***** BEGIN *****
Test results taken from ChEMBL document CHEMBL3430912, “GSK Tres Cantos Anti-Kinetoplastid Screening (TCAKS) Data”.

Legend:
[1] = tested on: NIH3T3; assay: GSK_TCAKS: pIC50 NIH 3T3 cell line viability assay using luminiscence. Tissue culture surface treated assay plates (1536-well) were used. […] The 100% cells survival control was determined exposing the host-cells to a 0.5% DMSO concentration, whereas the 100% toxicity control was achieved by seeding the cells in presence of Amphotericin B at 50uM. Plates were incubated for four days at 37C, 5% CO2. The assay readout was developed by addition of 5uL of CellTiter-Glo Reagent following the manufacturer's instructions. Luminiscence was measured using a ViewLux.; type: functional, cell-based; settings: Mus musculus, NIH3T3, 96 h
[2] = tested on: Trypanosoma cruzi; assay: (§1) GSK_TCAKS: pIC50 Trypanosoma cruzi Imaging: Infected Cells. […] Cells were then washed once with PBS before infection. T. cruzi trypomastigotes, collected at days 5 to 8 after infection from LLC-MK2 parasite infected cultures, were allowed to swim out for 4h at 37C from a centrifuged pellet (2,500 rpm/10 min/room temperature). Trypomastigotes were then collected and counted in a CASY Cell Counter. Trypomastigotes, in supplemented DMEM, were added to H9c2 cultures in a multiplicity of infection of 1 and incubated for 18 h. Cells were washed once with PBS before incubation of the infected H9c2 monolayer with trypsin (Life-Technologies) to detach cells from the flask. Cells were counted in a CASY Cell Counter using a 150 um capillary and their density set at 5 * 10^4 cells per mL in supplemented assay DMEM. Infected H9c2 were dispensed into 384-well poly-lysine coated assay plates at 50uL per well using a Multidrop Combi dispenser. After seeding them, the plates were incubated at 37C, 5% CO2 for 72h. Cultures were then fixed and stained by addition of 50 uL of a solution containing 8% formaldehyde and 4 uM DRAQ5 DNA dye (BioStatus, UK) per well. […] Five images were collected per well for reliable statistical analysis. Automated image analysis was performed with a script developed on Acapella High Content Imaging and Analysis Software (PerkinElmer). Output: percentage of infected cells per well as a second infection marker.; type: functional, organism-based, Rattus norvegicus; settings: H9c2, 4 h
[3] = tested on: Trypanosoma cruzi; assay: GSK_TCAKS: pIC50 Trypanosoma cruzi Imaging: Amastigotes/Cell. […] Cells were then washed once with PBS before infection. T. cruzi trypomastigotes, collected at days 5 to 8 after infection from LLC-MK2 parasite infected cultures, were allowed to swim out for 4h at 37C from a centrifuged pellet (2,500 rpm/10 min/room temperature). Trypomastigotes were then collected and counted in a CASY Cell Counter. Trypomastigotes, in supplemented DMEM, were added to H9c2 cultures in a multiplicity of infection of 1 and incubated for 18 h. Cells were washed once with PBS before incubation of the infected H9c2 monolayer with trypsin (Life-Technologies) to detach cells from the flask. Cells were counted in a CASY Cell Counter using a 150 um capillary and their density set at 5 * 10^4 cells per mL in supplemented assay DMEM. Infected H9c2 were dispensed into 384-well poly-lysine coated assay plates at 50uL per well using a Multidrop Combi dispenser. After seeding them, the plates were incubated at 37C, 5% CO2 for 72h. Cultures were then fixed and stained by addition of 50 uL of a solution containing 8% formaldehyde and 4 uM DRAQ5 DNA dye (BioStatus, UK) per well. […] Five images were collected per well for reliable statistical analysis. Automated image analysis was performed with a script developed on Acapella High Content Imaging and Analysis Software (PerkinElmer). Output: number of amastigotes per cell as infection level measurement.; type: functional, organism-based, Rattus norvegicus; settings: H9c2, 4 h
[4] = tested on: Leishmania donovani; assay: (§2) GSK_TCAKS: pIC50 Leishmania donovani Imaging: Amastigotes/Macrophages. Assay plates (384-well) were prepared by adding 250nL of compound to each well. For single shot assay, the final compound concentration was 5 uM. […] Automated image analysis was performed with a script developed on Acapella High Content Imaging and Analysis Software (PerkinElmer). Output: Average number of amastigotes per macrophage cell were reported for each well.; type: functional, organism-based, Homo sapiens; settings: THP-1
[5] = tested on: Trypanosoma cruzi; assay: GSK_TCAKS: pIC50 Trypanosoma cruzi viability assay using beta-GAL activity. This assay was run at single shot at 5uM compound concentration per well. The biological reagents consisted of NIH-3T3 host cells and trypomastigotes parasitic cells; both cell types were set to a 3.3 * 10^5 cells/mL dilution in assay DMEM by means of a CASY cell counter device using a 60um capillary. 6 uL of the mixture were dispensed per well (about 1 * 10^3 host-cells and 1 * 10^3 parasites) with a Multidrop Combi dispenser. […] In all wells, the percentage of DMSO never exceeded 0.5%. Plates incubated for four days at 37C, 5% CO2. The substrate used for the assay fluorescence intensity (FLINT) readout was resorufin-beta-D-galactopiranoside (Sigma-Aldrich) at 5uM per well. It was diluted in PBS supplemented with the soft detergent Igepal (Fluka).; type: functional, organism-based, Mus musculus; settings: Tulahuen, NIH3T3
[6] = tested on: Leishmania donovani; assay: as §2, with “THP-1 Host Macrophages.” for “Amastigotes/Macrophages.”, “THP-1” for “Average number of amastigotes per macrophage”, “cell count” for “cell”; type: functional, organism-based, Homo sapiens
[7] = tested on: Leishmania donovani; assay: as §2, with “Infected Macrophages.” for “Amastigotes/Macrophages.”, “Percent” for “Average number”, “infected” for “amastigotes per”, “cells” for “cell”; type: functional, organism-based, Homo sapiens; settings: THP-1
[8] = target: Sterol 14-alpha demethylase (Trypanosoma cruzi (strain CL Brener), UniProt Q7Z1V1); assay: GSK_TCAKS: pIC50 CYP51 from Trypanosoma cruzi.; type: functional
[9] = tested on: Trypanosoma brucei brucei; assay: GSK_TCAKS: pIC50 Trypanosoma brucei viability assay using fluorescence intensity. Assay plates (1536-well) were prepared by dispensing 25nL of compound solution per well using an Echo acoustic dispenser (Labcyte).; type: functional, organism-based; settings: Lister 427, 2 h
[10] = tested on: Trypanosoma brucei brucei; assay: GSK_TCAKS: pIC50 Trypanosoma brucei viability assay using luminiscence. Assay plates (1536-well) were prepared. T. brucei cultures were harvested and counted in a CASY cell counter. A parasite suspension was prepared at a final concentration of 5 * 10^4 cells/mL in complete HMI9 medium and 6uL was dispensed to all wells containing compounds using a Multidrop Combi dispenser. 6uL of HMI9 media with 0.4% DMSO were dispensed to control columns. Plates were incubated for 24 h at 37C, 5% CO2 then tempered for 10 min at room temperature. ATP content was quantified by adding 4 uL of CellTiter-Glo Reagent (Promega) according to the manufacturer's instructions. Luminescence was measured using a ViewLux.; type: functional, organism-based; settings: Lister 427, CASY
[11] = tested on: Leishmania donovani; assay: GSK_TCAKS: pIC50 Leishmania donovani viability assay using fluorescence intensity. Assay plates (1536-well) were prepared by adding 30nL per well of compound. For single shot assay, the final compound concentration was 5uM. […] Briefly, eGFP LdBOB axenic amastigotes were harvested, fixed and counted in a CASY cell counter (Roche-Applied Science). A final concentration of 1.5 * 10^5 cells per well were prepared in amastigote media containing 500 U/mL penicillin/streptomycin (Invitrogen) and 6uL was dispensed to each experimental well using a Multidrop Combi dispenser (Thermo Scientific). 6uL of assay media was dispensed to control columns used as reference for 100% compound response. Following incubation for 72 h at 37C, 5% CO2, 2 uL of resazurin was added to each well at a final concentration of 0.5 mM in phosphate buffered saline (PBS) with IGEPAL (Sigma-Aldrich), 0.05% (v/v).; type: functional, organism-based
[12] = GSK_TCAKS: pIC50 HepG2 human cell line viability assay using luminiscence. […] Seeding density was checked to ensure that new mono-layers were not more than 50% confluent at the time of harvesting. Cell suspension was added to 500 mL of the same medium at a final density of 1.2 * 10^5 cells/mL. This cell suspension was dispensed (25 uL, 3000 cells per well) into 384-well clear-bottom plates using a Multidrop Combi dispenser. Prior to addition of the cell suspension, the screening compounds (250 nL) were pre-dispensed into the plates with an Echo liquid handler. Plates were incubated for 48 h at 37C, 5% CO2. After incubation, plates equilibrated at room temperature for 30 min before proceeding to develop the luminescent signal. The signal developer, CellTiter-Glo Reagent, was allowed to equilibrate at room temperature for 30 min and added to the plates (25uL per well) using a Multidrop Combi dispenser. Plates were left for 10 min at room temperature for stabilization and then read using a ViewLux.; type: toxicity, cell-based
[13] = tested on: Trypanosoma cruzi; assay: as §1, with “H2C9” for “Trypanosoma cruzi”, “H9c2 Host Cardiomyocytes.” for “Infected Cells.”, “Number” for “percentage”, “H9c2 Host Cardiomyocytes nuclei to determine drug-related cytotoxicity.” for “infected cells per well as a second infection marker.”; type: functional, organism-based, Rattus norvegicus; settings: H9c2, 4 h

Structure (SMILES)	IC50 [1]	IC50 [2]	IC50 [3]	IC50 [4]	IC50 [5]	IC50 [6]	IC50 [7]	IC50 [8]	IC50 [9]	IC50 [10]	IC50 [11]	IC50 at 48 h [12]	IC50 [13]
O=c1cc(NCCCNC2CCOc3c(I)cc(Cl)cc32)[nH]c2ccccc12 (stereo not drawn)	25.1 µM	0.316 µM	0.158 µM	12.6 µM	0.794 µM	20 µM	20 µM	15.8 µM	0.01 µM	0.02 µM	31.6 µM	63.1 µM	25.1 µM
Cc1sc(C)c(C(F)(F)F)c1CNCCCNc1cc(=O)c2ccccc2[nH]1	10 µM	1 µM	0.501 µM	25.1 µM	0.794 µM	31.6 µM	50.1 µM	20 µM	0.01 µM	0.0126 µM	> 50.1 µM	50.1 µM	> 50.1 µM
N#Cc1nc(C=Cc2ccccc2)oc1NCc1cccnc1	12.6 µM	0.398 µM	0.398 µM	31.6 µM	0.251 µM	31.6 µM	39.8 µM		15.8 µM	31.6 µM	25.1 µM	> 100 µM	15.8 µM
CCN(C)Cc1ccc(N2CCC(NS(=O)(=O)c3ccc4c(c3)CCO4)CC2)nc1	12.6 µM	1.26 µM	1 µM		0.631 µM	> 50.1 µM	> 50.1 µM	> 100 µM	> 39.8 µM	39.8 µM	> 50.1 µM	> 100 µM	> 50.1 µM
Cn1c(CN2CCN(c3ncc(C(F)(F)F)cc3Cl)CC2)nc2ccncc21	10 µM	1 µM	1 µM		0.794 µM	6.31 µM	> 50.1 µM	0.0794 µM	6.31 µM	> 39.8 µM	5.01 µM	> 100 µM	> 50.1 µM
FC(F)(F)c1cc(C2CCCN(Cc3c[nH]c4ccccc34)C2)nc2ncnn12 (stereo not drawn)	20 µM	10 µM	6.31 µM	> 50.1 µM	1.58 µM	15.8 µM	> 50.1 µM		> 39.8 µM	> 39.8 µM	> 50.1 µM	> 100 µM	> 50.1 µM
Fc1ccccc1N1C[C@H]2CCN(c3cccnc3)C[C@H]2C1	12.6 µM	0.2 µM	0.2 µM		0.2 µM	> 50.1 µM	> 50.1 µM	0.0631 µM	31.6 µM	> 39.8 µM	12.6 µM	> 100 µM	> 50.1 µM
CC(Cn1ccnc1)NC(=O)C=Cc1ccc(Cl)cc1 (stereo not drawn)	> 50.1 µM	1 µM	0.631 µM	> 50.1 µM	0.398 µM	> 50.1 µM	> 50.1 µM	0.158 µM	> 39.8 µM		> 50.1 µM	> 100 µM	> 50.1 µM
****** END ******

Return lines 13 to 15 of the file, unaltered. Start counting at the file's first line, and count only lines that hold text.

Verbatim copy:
[11] = tested on: Leishmania donovani; assay: GSK_TCAKS: pIC50 Leishmania donovani viability assay using fluorescence intensity. Assay plates (1536-well) were prepared by adding 30nL per well of compound. For single shot assay, the final compound concentration was 5uM. […] Briefly, eGFP LdBOB axenic amastigotes were harvested, fixed and counted in a CASY cell counter (Roche-Applied Science). A final concentration of 1.5 * 10^5 cells per well were prepared in amastigote media containing 500 U/mL penicillin/streptomycin (Invitrogen) and 6uL was dispensed to each experimental well using a Multidrop Combi dispenser (Thermo Scientific). 6uL of assay media was dispensed to control columns used as reference for 100% compound response. Following incubation for 72 h at 37C, 5% CO2, 2 uL of resazurin was added to each well at a final concentration of 0.5 mM in phosphate buffered saline (PBS) with IGEPAL (Sigma-Aldrich), 0.05% (v/v).; type: functional, organism-based
[12] = GSK_TCAKS: pIC50 HepG2 human cell line viability assay using luminiscence. […] Seeding density was checked to ensure that new mono-layers were not more than 50% confluent at the time of harvesting. Cell suspension was added to 500 mL of the same medium at a final density of 1.2 * 10^5 cells/mL. This cell suspension was dispensed (25 uL, 3000 cells per well) into 384-well clear-bottom plates using a Multidrop Combi dispenser. Prior to addition of the cell suspension, the screening compounds (250 nL) were pre-dispensed into the plates with an Echo liquid handler. Plates were incubated for 48 h at 37C, 5% CO2. After incubation, plates equilibrated at room temperature for 30 min before proceeding to develop the luminescent signal. The signal developer, CellTiter-Glo Reagent, was allowed to equilibrate at room temperature for 30 min and added to the plates (25uL per well) using a Multidrop Combi dispenser. Plates were left for 10 min at room temperature for stabilization and then read using a ViewLux.; type: toxicity, cell-based
[13] = tested on: Trypanosoma cruzi; assay: as §1, with “H2C9” for “Trypanosoma cruzi”, “H9c2 Host Cardiomyocytes.” for “Infected Cells.”, “Number” for “percentage”, “H9c2 Host Cardiomyocytes nuclei to determine drug-related cytotoxicity.” for “infected cells per well as a second infection marker.”; type: functional, organism-based, Rattus norvegicus; settings: H9c2, 4 h